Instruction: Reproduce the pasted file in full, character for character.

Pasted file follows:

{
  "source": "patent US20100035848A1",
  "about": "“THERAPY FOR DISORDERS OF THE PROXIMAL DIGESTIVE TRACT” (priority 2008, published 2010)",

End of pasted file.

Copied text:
{
  "source": "patent US20100035848A1",
  "about": "“THERAPY FOR DISORDERS OF THE PROXIMAL DIGESTIVE TRACT” (priority 2008, published 2010)",